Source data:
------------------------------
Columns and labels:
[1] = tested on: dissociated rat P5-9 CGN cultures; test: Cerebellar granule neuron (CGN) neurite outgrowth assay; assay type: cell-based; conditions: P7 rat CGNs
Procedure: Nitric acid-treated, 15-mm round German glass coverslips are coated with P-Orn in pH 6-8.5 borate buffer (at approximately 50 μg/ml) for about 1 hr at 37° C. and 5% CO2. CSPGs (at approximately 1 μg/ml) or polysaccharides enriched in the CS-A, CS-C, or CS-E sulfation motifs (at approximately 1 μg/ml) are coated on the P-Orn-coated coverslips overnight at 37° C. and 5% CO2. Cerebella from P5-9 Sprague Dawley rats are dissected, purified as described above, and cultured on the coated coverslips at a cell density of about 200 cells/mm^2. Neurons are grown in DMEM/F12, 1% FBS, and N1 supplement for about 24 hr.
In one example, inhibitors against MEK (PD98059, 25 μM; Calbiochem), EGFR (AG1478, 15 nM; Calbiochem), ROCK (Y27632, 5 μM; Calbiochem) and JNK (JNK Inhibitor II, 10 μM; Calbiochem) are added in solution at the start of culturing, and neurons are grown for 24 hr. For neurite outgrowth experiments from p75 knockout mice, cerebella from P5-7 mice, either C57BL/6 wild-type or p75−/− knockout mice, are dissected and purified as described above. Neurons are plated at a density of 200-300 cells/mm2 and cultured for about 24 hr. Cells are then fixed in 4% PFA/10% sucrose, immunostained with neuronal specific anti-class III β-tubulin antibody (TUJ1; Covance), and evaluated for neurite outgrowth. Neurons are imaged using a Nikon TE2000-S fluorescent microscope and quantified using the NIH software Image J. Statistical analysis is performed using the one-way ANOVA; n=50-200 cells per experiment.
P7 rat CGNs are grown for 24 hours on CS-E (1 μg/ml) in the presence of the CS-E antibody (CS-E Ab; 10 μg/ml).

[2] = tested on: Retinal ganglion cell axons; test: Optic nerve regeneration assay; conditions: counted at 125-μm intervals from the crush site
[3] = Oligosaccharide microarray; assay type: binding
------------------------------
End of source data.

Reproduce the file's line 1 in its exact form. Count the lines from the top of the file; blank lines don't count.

Columns and labels: